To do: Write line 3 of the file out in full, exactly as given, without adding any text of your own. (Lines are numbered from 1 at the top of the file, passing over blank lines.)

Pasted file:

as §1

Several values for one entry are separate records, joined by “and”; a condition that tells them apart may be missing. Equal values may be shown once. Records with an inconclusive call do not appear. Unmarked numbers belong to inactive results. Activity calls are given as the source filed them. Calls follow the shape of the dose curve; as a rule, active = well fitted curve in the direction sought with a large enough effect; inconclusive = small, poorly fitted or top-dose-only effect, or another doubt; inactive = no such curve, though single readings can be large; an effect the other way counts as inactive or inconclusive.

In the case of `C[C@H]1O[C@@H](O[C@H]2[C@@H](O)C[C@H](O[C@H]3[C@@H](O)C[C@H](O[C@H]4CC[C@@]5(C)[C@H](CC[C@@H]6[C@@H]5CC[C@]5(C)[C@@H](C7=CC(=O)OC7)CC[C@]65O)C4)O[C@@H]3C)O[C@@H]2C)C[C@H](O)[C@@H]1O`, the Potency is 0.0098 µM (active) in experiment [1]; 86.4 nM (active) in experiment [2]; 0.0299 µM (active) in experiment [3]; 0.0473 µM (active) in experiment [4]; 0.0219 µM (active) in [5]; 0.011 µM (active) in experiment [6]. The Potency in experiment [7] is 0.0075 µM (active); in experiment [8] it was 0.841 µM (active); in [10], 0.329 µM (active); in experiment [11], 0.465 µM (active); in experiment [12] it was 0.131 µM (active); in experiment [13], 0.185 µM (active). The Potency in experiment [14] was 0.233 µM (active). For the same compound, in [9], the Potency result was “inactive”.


In the case of `C[C@H]1O[C@@H](O[C@H]2[C@@H](O)C[C@H](O[C@H]3[C@@H](O)C[C@H](O[C@H]4CC[C@@]5(C)[C@H](CC[C@@H]6[C@@H]5CC[C@]5(C)[C@@H](C7=CC(=O)OC7)CC[C@]65O)C4)O[C@@H]3C)O[C@@H]2C)C[C@H](O)[C@@H]1O`, the Potency is 0.0098 µM (active) in experiment [1]; 86.4 nM (active) in experiment [2]; 0.0299 µM (active) in experiment [3]; 0.0473 µM (active) in experiment [4]; 0.0219 µM (active) in [5]; 0.011 µM (active) in experiment [6]. The Potency in experiment [7] is 0.0075 µM (active); in experiment [8] it was 0.841 µM (active); in [10], 0.329 µM (active); in experiment [11], 0.465 µM (active); in experiment [12] it was 0.131 µM (active); in experiment [13], 0.185 µM (active). The Potency in experiment [14] was 0.233 µM (active). For the same compound, in [9], the Potency result was “inactive”.